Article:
NationsBank N.A. has placed its top Maryland executive on indefinite administrative leave, raising questions about local leadership of the state's largest bank.
Susan C. Keating, who has run NationsBank's Maryland operation and its consumer banking affairs for the Mid-Atlantic region since the Charlotte, N.C.-based company purchased MNC Financial Inc. in October 1993, left the bank about a week ago, a spokesman said.
Although NationsBank officials declined to provide a reason for the abrupt departure, a NationsBank N.A. board member and other sources close to the bank said Ms. Keating's move was precipitated by an offer of a senior position at competitor First Maryland Bancorp, whose primary subsidiary is the First National Bank of Maryland.
Ms. Keating was unable to accept the First Maryland offer because it would violate the terms of her NationsBank contract, the board member said. It could not be determined when the contract expires.
"The administrative leave was mutually agreed upon, and it will extend for an indefinite time," the spokesman said. He declined to elaborate and did not return several subsequent phone calls.
Attempts to contact Ms. Keating, who joined MNC Financial in 1988, were unsuccessful yesterday.
If Ms. Keating does eventually move to First Maryland, however, she would be the latest of many NationsBank executives to defect since former MNC Financial Vice Chairman Frank P. Bramble Sr. became First Maryland's chief executive in March 1994.
Since then, dozens of former MNC Financial personnel have been lured to the Allied-Irish Banks PLC subsidiary.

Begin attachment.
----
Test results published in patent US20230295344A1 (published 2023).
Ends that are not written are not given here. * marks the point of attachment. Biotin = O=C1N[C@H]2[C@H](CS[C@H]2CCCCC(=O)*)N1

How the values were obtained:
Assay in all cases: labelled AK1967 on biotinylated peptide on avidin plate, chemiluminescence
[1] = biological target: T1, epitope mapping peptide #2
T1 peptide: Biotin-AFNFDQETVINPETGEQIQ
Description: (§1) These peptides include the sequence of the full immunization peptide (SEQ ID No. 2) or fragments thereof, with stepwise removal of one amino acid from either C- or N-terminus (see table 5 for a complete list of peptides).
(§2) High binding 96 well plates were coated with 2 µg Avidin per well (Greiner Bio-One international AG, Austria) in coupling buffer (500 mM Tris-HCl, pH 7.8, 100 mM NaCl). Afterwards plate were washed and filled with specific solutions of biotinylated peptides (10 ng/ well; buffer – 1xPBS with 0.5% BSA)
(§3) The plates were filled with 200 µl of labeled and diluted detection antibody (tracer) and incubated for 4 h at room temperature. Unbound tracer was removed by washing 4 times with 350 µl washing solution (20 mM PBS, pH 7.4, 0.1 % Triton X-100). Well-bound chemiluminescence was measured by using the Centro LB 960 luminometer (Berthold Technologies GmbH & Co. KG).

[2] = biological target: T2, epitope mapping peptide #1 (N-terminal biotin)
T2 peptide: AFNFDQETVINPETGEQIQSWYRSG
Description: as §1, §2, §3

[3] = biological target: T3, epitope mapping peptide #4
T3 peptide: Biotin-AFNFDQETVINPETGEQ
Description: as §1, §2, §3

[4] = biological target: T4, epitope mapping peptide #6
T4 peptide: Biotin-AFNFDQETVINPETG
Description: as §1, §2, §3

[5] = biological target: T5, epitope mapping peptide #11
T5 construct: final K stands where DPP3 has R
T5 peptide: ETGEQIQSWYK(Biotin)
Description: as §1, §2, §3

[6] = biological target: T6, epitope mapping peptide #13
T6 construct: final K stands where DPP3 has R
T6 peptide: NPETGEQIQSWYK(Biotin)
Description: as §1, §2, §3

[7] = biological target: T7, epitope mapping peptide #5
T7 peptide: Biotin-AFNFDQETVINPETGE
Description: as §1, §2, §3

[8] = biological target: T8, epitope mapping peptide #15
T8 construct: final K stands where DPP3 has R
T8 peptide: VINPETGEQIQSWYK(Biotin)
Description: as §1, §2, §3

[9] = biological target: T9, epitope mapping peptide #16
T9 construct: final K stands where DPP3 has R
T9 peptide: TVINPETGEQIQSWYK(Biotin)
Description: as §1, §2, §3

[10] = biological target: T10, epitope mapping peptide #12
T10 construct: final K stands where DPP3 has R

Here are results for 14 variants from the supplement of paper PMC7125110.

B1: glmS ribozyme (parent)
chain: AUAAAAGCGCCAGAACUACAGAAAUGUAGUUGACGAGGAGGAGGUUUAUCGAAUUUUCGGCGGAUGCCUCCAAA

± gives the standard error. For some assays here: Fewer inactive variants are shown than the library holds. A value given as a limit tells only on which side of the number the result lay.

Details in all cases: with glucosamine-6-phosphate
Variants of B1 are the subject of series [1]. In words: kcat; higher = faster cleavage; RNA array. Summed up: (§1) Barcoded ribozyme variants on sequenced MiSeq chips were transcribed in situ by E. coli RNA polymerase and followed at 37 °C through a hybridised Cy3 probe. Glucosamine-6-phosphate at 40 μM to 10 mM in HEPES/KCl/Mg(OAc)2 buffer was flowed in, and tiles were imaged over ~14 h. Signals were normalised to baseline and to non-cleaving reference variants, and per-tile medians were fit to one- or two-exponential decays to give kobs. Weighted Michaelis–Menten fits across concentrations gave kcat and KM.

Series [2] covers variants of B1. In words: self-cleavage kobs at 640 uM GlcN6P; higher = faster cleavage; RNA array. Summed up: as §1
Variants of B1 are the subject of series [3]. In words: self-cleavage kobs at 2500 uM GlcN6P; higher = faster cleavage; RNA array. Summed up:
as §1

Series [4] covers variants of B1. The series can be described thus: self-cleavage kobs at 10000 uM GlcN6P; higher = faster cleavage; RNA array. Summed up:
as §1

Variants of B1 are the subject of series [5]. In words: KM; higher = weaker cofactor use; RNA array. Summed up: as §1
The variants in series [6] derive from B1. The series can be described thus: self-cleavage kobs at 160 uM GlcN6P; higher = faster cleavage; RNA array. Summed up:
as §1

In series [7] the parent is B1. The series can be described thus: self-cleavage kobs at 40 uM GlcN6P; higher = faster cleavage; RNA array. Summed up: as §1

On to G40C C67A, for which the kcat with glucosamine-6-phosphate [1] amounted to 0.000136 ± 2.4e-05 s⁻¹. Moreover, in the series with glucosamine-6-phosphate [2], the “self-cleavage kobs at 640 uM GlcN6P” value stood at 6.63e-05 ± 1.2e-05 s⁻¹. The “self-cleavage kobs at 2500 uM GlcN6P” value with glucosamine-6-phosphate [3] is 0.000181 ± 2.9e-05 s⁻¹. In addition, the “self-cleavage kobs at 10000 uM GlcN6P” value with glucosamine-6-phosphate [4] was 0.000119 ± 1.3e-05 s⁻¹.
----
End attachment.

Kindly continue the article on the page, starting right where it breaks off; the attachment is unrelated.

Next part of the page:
Mr. Bramble, who had promoted Ms. Keating to executive vice president at MNC Financial, was in Ireland and could not be reached for comment. A First Maryland spokesman said he was unaware of whether Ms. Keating had been offered a job with the bank.
R. Eugene Taylor, president of NationsBank's Mid-Atlantic banking group, has assumed Ms. Keating's responsibilities, the NationsBank spokesman said. From 1990 until November 1993, Mr. Taylor was president of NationsBank of Florida.
It could not be determined if Mr. Taylor, who was on vacation yesterday, would fill Ms. Keating's spot on the several boards she has been a member of in her capacity with NationsBank. Several corporate leaders said Ms. Keating has been a visible and positive force for the bank in the community.
"It would leave NationsBank without a human face in Baltimore, so to speak," said one bank executive, who asked not to be identified.
Most recently, Ms. Keating in February was named by Gov. Parris N. Glendening to a 21-member economic development commission. And since January, she also has been a board member of Empower Baltimore!, the company established to oversee the city's $100 million federal empowerment zone grant.
"It's problematic in the short run, but longer term I don't think it will hurt NationsBank," the bank board member said. "NationsBank is so big, so visible in the community, they're like McDonald's. If the head of McDonald's leaves, do people stop going there to buy food?"
At least part of Ms. Keating's leave may be attributed to the changing corporate structure of NationsBank in Maryland. In March, NationsBank consolidated its Maryland, Washington, D.C., and Virginia operations into NationsBank N.A. after receiving federal approval.
Before the consolidation, which eliminated a separate Maryland bank, Ms. Keating's title had been president of NationsBank of Maryland N.A. She has since been identified as a NationsBank senior executive.